When you think of body shock horror the first director’s name to come to mind is probably David Cronenberg. Always delighting in pushing the boundaries of shocking human disfigurements and transformations in film, arguably Cronenberg’s most lasting and commercially successful body shock horror is The Fly. Loosely based on the 1958 original, also called The Fly, itself based on a short story by George Langelaan published in Playboy magazine in 1957 Cronenberg’s The Fly was his most commercially successful film to date.
Seth Brundle (Jeff Goldblum) is an eccentric scientist and inventor who meets journalist Vernoica Quaife (Geena Davis) at a fundraiser while she is trying to find an interesting story. He takes her back to his house/laboratory and shows her his invention, telepads that transport matter from one location to another, although have failed to replicate the procedure with living matter. The two become close as she documents his advancements and become a couple.
Inspired by his new-found love, Brundle successfully transports a baboon and pushes ahead and tries the machines himself. Unfortunately he is joined in his telepod by a common housefly and the machines fuse his and the fly’s DNA. Initially unaware, he begins to experience slow, but drastic changes to his physical appearance leading to the shocking realisation that he is becoming less human and more like the fly.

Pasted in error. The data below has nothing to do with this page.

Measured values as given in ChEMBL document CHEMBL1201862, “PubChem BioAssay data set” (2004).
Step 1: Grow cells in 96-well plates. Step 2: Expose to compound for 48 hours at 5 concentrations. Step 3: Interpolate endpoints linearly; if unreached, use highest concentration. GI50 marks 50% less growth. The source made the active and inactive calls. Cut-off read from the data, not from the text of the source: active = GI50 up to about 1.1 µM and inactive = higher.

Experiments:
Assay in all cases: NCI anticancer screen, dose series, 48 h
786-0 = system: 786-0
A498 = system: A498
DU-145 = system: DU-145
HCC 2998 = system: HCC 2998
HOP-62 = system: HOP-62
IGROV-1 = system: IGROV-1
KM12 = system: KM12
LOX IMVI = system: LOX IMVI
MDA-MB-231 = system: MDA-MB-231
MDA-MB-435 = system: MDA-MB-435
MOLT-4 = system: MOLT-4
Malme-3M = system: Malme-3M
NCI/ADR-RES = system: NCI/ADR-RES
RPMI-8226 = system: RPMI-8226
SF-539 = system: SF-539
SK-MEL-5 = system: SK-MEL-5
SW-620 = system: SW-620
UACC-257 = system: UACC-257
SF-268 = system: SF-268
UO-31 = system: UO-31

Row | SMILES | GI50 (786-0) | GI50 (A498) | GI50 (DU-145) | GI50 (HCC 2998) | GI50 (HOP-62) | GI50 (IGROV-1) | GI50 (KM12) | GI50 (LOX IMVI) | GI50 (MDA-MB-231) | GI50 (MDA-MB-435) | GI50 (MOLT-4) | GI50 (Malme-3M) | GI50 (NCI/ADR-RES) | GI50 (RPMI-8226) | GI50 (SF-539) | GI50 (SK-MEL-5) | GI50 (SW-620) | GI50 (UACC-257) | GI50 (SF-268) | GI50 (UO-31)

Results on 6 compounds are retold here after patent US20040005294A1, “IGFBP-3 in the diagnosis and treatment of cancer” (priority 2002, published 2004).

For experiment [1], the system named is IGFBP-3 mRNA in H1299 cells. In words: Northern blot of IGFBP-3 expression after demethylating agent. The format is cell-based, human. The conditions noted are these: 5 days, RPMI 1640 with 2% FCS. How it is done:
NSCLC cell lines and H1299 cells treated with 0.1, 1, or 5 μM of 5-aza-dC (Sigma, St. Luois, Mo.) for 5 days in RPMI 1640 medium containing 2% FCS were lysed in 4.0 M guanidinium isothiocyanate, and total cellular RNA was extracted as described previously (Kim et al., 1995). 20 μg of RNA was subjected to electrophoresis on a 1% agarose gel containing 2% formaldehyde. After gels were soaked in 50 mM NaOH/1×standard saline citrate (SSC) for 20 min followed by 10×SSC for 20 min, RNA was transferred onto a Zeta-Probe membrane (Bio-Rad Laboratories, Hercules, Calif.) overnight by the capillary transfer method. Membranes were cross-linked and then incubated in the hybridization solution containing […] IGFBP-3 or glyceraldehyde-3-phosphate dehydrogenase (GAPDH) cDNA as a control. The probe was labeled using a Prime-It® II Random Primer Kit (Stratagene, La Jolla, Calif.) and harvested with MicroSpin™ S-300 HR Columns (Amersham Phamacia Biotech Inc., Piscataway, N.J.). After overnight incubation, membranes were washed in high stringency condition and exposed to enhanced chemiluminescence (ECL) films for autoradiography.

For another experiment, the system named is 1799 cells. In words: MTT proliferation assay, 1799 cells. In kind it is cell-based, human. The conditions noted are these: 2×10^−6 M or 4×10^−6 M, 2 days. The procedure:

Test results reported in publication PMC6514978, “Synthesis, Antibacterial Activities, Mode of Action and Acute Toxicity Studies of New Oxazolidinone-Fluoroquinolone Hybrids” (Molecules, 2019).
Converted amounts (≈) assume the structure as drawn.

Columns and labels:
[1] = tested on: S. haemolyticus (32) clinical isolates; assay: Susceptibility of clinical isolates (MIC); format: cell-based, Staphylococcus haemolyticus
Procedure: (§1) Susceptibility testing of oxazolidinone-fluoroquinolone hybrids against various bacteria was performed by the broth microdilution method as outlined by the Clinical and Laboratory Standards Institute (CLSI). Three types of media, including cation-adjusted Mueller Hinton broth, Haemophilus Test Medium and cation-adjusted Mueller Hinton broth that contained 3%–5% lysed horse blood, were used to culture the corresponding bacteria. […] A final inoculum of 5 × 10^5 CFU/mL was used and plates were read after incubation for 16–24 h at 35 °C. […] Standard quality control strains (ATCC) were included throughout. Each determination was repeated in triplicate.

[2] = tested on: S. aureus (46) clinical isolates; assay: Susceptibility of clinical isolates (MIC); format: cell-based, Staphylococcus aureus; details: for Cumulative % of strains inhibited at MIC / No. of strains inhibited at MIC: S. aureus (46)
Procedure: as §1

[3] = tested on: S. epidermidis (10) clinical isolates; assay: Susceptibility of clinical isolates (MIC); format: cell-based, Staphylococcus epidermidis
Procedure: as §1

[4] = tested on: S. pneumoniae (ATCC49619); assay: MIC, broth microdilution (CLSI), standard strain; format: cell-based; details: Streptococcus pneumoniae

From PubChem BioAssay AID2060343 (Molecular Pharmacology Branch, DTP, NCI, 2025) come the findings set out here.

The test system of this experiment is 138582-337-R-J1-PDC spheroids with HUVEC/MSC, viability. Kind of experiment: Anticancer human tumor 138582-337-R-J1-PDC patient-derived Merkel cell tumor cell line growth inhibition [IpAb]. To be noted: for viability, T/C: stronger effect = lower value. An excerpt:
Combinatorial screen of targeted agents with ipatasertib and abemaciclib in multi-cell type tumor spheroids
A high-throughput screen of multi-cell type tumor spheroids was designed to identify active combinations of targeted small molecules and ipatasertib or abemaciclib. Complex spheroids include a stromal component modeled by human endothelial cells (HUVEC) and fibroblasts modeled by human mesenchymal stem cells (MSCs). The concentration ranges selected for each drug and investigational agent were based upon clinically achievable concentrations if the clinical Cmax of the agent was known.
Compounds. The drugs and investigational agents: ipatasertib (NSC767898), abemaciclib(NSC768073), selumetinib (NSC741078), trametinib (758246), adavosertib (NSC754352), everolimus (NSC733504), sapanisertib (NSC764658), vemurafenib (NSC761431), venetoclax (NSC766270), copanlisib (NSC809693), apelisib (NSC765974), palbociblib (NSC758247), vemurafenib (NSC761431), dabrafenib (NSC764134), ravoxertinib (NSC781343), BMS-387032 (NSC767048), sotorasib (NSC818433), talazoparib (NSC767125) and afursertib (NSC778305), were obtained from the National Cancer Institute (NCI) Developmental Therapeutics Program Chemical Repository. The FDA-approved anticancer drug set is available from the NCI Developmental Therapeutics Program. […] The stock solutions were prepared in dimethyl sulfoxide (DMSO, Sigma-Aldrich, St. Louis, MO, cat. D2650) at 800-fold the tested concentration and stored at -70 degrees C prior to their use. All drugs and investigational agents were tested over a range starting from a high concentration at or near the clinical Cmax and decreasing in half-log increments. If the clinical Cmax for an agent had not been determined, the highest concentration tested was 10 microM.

Only David Cronenberg would portray the shocking events of The Fly’s narrative as a twisted love story. Thrust forward by Jeff Goldblum’s powerhouse performance, possibly the best of his career, The Fly simultaneously shocks and inspires. Goldblum’s acceptance of his predicament and relationship with the equally well-cast Davis provide the central heart of the film and without this The Fly would have joined a host of mediocre shock horrors.
The most lasting memories of this slickly edited and incredibly directed horror masterpiece come from the visceral and astounding make-up as the Brundlefly slowly makes its appearance. Each frame sees Brundle slowly deteriorate, with truly standout scenes like the arm wrestling in the bar and the walking on the wall lasting long after the final credits roll.
The Fly is one of the most memorable, horrific and touching horror films you’re ever likely to see. The fact that Cronenberg, Goldblum and Davis are able to convey so much emotion in the darkly comic yet terrifying transformation from Brundle to the fly is testament to their talents and to the strength of the B Movie origins.